We were so horrified by the invertebrate sample taken in May 2018 from the same Upper Itchen headwater site that we formally notified the Environment Agency (EA) to investigate the problem.

Read more: Alresford Salads EDR

That investigation is continuing; meanwhile we will share our latest findings with the EA, whom we are also fighting to stop Bakkavor discharging its salad wash effluent into the headwaters of the Itchen.

Read more: Will Alresford Salads end use of their chorine-free cleaning products?

In response, the EA is seeking a variation of Bakkavor’s discharge consent, but progress is painfully slow.

Overall, our data is providing strong evidence for the EA to insist Bakkavor stops pumping its effluent into the river. This is the only environmentally acceptable outcome.

As Nick Measham, Deputy Chief Exectuive of S&TC, summarises:

"It is a nonsense that biocides are discharged into any watercourse, let alone the headwaters of an SAC.

Such chemicals can be highly toxic to aquatic life, negatively impacting the health and abundance of wild salmon and trout in our waters - as well as all the other creatures that live there and together sustain freshwater's delicate ecology.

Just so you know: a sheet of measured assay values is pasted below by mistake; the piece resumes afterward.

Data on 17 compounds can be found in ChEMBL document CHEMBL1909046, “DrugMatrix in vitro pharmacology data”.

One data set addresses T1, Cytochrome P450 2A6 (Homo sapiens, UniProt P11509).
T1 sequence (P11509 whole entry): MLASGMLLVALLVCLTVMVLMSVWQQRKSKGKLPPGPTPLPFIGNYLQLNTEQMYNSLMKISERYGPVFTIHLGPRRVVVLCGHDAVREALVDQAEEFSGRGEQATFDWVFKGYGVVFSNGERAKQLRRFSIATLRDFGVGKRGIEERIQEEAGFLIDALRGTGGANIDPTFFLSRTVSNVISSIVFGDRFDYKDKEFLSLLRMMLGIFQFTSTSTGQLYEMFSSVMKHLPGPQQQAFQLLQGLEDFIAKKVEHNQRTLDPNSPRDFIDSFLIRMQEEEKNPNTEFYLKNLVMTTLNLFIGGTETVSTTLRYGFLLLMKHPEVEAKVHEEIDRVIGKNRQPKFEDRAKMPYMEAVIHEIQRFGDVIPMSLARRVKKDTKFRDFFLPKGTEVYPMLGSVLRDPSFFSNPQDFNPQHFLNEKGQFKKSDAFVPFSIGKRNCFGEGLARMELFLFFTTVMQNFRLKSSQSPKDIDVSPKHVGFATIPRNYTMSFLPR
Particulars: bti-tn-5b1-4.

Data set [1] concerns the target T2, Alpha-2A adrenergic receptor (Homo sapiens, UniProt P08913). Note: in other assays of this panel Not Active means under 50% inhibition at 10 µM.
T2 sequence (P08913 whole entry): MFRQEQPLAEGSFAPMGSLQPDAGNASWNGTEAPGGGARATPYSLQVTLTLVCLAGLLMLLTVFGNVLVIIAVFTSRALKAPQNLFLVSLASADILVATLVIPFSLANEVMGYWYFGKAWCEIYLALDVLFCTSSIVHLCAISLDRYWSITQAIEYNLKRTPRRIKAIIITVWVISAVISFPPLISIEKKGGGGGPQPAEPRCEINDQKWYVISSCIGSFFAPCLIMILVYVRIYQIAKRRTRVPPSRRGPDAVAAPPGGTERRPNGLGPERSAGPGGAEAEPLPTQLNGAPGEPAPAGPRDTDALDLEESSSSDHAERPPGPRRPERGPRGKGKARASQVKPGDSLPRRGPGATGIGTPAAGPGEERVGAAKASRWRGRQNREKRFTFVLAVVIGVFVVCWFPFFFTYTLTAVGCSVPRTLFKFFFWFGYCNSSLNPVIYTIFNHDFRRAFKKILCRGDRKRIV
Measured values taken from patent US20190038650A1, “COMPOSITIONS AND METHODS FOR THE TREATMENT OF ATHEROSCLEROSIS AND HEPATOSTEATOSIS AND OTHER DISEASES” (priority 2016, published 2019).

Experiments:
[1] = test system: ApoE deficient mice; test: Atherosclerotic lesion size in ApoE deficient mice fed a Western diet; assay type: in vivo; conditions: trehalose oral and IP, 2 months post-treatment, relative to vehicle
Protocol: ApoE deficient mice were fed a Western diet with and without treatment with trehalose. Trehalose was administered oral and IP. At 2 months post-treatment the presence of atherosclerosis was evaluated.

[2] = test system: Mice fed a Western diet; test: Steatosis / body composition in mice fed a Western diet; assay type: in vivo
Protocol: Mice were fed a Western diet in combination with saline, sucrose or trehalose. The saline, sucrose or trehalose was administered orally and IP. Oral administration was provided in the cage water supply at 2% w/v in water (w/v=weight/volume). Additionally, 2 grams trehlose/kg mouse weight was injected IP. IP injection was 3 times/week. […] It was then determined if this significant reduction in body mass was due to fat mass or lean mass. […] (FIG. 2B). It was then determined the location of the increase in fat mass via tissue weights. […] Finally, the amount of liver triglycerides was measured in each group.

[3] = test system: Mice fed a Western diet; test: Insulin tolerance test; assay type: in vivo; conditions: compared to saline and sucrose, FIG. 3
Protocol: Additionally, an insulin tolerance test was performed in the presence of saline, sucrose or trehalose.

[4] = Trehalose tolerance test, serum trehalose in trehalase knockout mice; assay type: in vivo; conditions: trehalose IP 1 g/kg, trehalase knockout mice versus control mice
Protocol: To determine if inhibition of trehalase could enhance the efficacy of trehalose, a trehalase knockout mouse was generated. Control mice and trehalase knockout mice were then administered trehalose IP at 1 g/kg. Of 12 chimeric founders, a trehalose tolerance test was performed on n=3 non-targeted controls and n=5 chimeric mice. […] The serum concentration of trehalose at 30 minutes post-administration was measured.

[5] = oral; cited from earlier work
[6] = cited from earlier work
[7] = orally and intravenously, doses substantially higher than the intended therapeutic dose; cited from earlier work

Has the EA got the courage to say no, or will industry triumph over one of Britain’s natural wonders?"

S&TC response to the Environment, Food and Rural Affairs Committee consultation over the Agriculture Bill 2018

S&TC's EFRA response

S&TC respond to the Environment, Food and Rural Affairs Committee consultation over the Agriculture Bill 2018.

Our Head of Science and Environmental Policy, Dr Janina Gray, recently wrote about the Bill, stating that, while we cautiously welcome the Bill, the devil will be in the detail and especially in the amount of commitment to resources by the Government to enforcing the legislation for the minority of farmers who persistently pollute our rivers and streams.

Read More - Our view: Is a Green Brexit possible?

Read More - View our full response to EFRA